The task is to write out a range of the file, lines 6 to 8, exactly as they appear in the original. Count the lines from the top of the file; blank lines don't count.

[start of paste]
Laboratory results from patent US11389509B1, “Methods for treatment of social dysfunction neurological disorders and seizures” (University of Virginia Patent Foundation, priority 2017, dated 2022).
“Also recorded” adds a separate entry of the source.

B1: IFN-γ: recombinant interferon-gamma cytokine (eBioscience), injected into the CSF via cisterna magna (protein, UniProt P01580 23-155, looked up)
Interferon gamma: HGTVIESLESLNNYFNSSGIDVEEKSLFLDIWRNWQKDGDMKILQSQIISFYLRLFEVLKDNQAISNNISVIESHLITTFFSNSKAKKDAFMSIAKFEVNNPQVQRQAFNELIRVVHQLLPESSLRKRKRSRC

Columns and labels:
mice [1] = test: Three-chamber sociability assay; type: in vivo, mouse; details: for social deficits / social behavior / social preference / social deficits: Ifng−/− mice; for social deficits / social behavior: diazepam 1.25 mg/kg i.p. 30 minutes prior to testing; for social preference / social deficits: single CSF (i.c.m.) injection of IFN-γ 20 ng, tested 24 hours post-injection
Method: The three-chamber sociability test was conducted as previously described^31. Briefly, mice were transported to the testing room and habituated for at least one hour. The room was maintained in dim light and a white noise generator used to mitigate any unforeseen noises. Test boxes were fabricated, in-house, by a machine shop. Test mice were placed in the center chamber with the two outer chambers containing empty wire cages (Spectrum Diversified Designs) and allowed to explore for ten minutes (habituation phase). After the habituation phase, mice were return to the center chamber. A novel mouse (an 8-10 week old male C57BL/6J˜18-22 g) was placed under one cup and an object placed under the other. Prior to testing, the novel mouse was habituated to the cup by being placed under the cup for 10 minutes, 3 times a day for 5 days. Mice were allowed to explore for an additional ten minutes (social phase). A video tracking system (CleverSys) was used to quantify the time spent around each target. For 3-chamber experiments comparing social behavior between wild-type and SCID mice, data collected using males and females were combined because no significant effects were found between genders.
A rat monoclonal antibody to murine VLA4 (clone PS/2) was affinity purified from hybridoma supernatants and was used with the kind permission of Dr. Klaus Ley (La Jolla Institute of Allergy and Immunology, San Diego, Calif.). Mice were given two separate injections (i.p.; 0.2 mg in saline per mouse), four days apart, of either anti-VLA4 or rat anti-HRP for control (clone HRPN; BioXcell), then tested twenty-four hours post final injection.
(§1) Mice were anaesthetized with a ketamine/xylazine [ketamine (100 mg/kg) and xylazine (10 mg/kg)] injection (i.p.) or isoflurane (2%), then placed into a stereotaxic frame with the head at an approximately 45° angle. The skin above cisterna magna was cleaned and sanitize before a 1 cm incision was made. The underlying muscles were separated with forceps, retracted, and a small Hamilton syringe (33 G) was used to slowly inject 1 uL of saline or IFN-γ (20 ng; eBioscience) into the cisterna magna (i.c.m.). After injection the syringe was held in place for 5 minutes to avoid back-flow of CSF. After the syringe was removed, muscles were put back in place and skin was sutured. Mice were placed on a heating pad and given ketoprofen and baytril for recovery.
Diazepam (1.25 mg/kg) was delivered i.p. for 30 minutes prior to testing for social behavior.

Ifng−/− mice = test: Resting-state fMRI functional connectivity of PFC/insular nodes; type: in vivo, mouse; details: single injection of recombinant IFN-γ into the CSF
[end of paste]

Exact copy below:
mice [1] = test: Three-chamber sociability assay; type: in vivo, mouse; details: for social deficits / social behavior / social preference / social deficits: Ifng−/− mice; for social deficits / social behavior: diazepam 1.25 mg/kg i.p. 30 minutes prior to testing; for social preference / social deficits: single CSF (i.c.m.) injection of IFN-γ 20 ng, tested 24 hours post-injection
Method: The three-chamber sociability test was conducted as previously described^31. Briefly, mice were transported to the testing room and habituated for at least one hour. The room was maintained in dim light and a white noise generator used to mitigate any unforeseen noises. Test boxes were fabricated, in-house, by a machine shop. Test mice were placed in the center chamber with the two outer chambers containing empty wire cages (Spectrum Diversified Designs) and allowed to explore for ten minutes (habituation phase). After the habituation phase, mice were return to the center chamber. A novel mouse (an 8-10 week old male C57BL/6J˜18-22 g) was placed under one cup and an object placed under the other. Prior to testing, the novel mouse was habituated to the cup by being placed under the cup for 10 minutes, 3 times a day for 5 days. Mice were allowed to explore for an additional ten minutes (social phase). A video tracking system (CleverSys) was used to quantify the time spent around each target. For 3-chamber experiments comparing social behavior between wild-type and SCID mice, data collected using males and females were combined because no significant effects were found between genders.
A rat monoclonal antibody to murine VLA4 (clone PS/2) was affinity purified from hybridoma supernatants and was used with the kind permission of Dr. Klaus Ley (La Jolla Institute of Allergy and Immunology, San Diego, Calif.). Mice were given two separate injections (i.p.; 0.2 mg in saline per mouse), four days apart, of either anti-VLA4 or rat anti-HRP for control (clone HRPN; BioXcell), then tested twenty-four hours post final injection.